Transgrid has recently published a Project Assessment Conclusions Report (PACR) for managing safety and environmental risks on Line 18 (Kangaroo Valley – Dapto).
Commissioned in 1974, the 43 km single circuit 330 kV transmission line is comprised of 107 steel tower structures between Kangaroo Valley switching station and Dapto 330 kV substation. The section from Kangaroo Valley to Robertson was built in 1974 whilst the remaining section to Dapto substation was built in 1962, previously part of a Yass-Dapto connection. Line 18 forms a key link between the Shoalhaven and Wollongong regions and supports the transmission of electricity from existing generators in southern NSW to the major load centres of Sydney, Newcastle and Wollongong.
The line will continue to play a central role in supporting the flow of energy to take advantage of naturally diverse weather patterns, and in the safe and reliable operation of the power system throughout and after the transition to a low-carbon electricity future.
The transmission line mainly traverses farmland and Morton National Park – after leaving Dapto, it climbs from the coastal plain up the Illawarra Escarpment.
Condition issues that will impact the safe and reliable operation of the network have been found on Line 18. The condition issues raise a number of risks associated with asset failure, including safety and environmental (bushfire) risks. Investment to address the deterioration of the assets along Line 18 due to corrosion is needed to mitigate risks to safety and the environment.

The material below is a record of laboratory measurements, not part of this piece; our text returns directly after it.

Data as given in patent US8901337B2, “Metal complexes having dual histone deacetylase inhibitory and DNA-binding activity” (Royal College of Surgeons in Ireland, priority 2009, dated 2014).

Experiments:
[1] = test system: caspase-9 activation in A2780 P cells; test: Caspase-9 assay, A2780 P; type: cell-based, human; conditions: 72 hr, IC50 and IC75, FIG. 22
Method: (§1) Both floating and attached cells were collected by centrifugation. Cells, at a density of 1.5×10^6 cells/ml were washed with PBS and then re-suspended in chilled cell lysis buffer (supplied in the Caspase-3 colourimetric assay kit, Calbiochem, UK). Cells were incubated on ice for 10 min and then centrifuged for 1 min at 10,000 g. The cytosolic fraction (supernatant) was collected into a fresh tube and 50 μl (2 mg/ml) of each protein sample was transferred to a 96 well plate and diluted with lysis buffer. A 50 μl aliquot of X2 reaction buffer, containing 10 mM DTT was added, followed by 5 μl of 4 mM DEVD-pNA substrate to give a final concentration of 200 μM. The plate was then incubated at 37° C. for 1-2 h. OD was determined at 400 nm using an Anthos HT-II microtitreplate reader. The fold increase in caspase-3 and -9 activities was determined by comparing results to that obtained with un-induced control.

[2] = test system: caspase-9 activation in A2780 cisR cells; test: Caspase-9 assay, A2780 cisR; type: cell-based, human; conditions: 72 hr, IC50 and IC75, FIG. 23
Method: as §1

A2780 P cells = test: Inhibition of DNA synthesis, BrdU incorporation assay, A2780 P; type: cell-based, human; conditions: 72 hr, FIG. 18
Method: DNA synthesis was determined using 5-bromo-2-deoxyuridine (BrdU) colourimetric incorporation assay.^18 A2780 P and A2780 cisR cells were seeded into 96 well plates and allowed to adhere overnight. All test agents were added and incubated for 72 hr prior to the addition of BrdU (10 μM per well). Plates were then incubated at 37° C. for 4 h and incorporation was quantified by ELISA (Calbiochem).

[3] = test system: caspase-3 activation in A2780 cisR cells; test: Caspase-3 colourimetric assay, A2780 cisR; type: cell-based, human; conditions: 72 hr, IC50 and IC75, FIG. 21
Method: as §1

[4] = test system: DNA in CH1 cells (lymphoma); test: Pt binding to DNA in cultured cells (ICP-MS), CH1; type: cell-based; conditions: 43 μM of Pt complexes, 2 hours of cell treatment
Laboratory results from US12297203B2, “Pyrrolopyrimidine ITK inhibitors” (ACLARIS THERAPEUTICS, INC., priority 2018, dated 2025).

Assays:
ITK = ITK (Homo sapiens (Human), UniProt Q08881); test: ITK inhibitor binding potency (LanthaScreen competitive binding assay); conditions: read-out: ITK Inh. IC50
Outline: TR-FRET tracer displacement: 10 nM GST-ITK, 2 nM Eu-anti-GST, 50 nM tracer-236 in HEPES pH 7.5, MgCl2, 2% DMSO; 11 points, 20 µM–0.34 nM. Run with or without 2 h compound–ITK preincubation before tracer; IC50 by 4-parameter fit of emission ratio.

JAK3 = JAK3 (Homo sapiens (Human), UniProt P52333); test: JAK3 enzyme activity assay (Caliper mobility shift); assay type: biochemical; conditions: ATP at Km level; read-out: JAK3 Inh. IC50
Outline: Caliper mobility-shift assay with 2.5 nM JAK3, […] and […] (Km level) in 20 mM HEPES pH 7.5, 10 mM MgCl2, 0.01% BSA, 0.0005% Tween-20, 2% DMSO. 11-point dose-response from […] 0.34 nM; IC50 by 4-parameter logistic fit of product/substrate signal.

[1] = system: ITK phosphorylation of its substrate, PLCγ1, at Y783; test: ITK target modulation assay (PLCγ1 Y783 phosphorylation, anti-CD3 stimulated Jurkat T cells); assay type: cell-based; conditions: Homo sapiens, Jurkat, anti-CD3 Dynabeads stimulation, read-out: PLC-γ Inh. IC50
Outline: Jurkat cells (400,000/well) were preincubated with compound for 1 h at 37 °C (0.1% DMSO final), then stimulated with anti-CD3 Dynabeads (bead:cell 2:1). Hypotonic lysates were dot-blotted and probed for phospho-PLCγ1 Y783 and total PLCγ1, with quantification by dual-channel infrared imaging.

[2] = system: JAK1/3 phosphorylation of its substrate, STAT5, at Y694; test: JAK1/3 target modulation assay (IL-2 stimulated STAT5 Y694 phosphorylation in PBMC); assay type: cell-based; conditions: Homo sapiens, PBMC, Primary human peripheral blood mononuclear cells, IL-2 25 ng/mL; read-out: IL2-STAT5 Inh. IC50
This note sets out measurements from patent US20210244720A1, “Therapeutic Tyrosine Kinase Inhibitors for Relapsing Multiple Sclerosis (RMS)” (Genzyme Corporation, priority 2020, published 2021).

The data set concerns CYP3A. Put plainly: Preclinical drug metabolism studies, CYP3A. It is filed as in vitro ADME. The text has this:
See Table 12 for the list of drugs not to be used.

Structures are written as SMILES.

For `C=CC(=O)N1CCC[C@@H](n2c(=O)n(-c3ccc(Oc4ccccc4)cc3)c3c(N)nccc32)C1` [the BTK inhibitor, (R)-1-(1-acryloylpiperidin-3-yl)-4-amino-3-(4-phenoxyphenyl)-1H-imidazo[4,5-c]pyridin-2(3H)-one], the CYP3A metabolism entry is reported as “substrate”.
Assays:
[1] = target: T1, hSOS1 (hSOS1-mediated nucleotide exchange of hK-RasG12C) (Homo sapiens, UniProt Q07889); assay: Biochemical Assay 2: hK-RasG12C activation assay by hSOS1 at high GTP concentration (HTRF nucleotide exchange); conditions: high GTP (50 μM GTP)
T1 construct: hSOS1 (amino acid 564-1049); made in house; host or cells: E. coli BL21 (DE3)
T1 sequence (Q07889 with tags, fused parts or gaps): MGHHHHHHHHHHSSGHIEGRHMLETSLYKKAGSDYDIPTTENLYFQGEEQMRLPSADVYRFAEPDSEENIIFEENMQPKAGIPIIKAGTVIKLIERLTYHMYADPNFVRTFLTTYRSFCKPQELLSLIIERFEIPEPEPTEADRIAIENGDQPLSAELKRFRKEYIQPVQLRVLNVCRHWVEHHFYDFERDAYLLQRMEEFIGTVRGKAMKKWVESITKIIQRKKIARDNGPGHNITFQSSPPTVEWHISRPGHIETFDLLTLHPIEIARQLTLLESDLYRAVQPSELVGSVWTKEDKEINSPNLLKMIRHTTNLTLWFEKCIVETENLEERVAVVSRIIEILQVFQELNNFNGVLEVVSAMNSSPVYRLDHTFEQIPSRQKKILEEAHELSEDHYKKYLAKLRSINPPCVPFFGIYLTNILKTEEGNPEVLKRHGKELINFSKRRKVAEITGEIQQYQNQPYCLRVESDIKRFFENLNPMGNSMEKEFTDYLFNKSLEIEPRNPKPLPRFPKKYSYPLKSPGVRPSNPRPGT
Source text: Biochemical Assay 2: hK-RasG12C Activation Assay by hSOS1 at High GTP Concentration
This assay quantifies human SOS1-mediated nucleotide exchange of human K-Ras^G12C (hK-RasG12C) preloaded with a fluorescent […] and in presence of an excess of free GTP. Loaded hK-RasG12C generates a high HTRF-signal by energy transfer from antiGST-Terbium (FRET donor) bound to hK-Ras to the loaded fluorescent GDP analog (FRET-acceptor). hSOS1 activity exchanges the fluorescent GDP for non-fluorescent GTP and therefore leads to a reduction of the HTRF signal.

Transgrid manages and mitigates bushfire and safety risks to ensure they are below tolerance levels or ‘As Low As Reasonably Practicable’ (‘ALARP’), in accordance with Transgrid’s obligations under the New South Wales Electricity Supply (Safety and Network Management) Regulation 2014 and Transgrid’s Electricity Network Safety Management System (ENSMS). The proposed investment will enable TransGrid to continue to manage and operate this part of the network to a safety and risk mitigation level of ALARP. Consequently, it is considered a reliability corrective action under the RIT-T.
Transgrid published a Project Specification Consultation Report (PSCR) In May 2021. Transgrid invited written submissions on the materials contained within the PSCR and received one submission which covered consideration of the maintenance regime, assessment of the risk costs, and demonstrating the value for money of the investment. Transgrid values the feedback raised in the submission and has taken it into account in preparing this report.
No additional credible options were identified during the consultation period following publication of the PSCR. The following changes have occurred since the PSCR which have not made an impact on the preferred option:
- The cost estimate factors for Option 1 have been adjusted to reflect the latest estimated resourcing requirements to implement the preferred option. This resulted in an increase to the total cost estimate from $8.66m to $8.83m.
- Financial risk costs have been included in the analysis in response to the submission received.
Option 1 (line refurbishment) remains the preferred option at this stage of the RIT-T process. This option is estimated to have a capital cost of $8.83 million +/- 25% and is expected to be completed in 2022/23. Transgrid is the proponent of the proposed network project.
In accordance with the requirements of the National Electricity Rules, a summary of the PACR is made available on the AEMO website. A copy of the PACR can be obtained from Transgrid’s website or by emailing RIT-TConsultations@Transgrid.com.au.